|Advertising|Jobs 転職|Shukan ST|JT Weekly|Book Club|JT Women|Study in Japan|Times Coupon|Subscribe 新聞購読申込|
|Home > Life in Japan > Features|
Saturday, May 19, 2001
Satellite radio: a commuter's best friend
By AMY CHAVEZ
Ever wonder how Japanese people can sleep on trains? Ever wonder how they know exactly when to wake up at their stop? I've finally figured it out: They're not really sleeping. They're listening to satellite radio. Satellite-radio stations offer a variety of programs, many of them designed with Japan's most popular hobby in mind -- sleeping.
Here are some samples:
* When you see someone nodding off and they keep jerking their heads, they're probably listening to the "Counting Sheep" channel. Every time their head jerks it means a sheep has crashed into a fence.
* Nightmare Channel: Provides you with nightmares including Lizzie Borden (sound effects: ax heaving) and "The Blair Witch Project" (sound effects: approaching footsteps). Just before you die, you'll wake up at your stop.
* Fantasy with a Famous Movie Star Channel: Allows you to dream on and on until your stop.
* Fantasy with Someone You Haven't Thought About in 10 Years Channel.
* Listening to Calm Sounds Channel: Relax to the sound of Buddhist priests chanting or wind blowing through bamboo.
* The Streaker Channel: Imagine yourself running around the block naked. When you wake up, it's your stop.
* Falling Down a Hole Channel: When you reach the bottom of the hole and feel that involuntary leg jerk, you'll know it's your stop.
* Rip Van Winkle Channel: Recommended only if you're taking the train all the way to the end of the line and don't want to be woken until then.
* The Dew Channel: Holds contests to select the most boring haiku, guaranteed to put you to sleep.
* Tooth Fairy Channel: All the latest news in her soap-opera life.
* REM Channel: Imaginative ways to use REM sleep, such as counting how many gnats are in a moving gnat cloud or simultaneously following the paths of 100 ants.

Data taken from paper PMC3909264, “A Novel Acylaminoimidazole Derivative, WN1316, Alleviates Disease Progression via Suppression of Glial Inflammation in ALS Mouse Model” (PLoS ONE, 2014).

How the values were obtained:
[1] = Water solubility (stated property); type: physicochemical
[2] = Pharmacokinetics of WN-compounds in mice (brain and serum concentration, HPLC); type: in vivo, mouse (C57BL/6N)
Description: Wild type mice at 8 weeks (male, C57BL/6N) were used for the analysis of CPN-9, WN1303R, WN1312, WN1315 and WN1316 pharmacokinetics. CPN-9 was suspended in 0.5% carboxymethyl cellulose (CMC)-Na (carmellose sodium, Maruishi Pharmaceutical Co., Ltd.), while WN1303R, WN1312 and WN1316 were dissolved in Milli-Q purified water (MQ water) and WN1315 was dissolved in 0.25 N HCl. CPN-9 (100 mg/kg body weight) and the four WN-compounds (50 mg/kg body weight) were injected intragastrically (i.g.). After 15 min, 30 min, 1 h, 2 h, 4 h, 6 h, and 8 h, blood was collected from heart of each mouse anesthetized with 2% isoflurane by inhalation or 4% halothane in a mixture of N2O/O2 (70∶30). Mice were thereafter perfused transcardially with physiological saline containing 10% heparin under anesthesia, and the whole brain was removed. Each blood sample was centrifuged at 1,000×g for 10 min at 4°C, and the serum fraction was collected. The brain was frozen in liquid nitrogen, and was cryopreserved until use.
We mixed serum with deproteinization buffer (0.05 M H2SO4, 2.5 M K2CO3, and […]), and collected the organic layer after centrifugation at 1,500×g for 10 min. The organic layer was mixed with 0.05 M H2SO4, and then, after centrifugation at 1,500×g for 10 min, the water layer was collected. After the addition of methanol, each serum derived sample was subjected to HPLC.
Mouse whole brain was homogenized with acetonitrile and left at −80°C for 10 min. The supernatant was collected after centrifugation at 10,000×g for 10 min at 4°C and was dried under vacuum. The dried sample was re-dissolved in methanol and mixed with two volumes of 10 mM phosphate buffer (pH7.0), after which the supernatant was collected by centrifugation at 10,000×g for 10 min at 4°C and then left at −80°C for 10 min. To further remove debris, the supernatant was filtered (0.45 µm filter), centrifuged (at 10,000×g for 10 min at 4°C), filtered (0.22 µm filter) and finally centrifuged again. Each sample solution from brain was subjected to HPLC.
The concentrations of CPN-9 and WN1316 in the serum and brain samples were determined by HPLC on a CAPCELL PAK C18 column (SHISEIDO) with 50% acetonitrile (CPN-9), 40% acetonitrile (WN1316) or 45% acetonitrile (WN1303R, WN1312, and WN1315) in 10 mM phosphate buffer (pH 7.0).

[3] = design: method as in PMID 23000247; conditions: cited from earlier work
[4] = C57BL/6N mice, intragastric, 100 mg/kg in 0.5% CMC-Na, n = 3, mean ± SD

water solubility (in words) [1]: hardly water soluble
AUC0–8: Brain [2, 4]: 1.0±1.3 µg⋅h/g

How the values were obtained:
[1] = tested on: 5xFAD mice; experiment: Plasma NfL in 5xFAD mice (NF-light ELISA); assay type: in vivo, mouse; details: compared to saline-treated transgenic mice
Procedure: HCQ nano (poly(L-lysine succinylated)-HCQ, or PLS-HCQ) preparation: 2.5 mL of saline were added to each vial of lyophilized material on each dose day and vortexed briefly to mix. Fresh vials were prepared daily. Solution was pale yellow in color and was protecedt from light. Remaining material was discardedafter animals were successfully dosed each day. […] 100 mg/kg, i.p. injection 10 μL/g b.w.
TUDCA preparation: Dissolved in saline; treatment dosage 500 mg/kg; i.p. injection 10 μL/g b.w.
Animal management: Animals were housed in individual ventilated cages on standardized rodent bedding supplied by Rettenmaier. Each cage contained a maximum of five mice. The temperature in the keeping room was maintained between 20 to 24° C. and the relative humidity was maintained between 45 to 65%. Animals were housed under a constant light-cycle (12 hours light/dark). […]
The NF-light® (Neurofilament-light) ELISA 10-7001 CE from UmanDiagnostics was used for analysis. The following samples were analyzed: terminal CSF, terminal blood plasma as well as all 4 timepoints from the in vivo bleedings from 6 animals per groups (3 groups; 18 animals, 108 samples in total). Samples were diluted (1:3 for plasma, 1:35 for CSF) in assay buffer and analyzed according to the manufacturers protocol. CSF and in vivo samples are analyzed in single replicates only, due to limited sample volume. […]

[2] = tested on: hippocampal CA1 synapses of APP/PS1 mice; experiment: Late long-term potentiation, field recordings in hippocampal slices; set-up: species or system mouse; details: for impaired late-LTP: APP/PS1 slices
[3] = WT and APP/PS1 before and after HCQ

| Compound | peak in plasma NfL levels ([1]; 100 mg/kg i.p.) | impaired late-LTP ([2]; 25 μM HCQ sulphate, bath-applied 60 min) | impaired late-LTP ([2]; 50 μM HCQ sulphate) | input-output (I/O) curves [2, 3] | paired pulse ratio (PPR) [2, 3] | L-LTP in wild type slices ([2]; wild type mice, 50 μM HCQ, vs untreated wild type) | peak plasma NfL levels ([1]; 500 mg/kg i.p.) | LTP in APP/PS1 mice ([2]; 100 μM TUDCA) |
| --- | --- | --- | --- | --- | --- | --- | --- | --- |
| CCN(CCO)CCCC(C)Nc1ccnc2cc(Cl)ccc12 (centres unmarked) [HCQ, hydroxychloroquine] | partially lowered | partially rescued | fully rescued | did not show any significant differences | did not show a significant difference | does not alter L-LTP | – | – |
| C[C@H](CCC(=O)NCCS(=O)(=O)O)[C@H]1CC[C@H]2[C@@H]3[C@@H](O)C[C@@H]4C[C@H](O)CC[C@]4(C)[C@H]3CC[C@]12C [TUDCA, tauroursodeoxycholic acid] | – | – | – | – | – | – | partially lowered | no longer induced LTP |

* Whistling Tunes for Your Nose Channel: Learn to entertain your partner while you sleep.
* Snoring Patterns Channel: Includes seasonal tunes such as "Jingle Bells" and classics such as "I Left My Heart in San Francisco."
* Cats Yowling Channel: For people who just can't get to sleep without that familiar sound.
* Howling at the Moon Channel: For those who have always wanted to learn how.
* Ghost Channel: Ghosts of dead relatives come to visit you.
* The Hypnotism Channel: Slowly repeats, "Don't grind your teeth."
* Continue at the Party Channel: When you don't want to leave the party but have to catch the last train, this channel provides continuous loud music, laughter, drunken brawls and phrases such as "Way to go. dude!" all night long. Have an open beer in your hand for periodic reassurance.
* Robbery Channel: See if you'd wake up if you were robbed.
* Live Out Your Own Horror Movie Channel: No more expensive movie tickets! Now you can be the victim throughout entire scripts of horror classics, such as "Scream 1 and 2" or "Halloween."
* Learning Foreign Languages Channel: Fifty-four languages in one hour, including the dead languages and English for octogenarians.
* Other People's Embarrassing Moments Channel: Relive embarrassing moments, but this time someone else's.
* All the Things you Could Do If You were Rich but Can't Because You're Not Channel.
* Internet Advertising Channel: Insert your own list of "Things to Do," which will appear individually as pop-up ads throughout your sleep.
* Alarm Channel: For heavy sleepers, this program sets off an alarm 30 minutes before your stop then increases the pressure to wake up the closer you get. Finally, just before your stop, if you still haven't awakened, the program threatens you with a fatal disease.
It is my hope that Japanese satellite radio will some day include more educational and business programs so that we'll be able to accomplish almost anything while sleeping and can spend our waking hours resting.
Visit the Japan Lite home page at www.amychavez.com or e-mail comments to: firstname.lastname@example.org